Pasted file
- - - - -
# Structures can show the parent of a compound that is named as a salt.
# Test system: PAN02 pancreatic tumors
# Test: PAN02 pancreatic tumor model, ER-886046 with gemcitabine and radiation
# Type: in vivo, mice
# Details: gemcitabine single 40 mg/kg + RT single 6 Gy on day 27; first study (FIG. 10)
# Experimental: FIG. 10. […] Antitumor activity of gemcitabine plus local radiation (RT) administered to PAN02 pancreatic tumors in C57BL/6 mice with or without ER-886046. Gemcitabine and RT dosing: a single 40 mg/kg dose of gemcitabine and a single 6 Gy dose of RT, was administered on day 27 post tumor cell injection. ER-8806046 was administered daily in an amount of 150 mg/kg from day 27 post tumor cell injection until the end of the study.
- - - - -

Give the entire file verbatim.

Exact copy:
# Structures can show the parent of a compound that is named as a salt.
# Test system: PAN02 pancreatic tumors
# Test: PAN02 pancreatic tumor model, ER-886046 with gemcitabine and radiation
# Type: in vivo, mice
# Details: gemcitabine single 40 mg/kg + RT single 6 Gy on day 27; first study (FIG. 10)
# Experimental: FIG. 10. […] Antitumor activity of gemcitabine plus local radiation (RT) administered to PAN02 pancreatic tumors in C57BL/6 mice with or without ER-886046. Gemcitabine and RT dosing: a single 40 mg/kg dose of gemcitabine and a single 6 Gy dose of RT, was administered on day 27 post tumor cell injection. ER-8806046 was administered daily in an amount of 150 mg/kg from day 27 post tumor cell injection until the end of the study.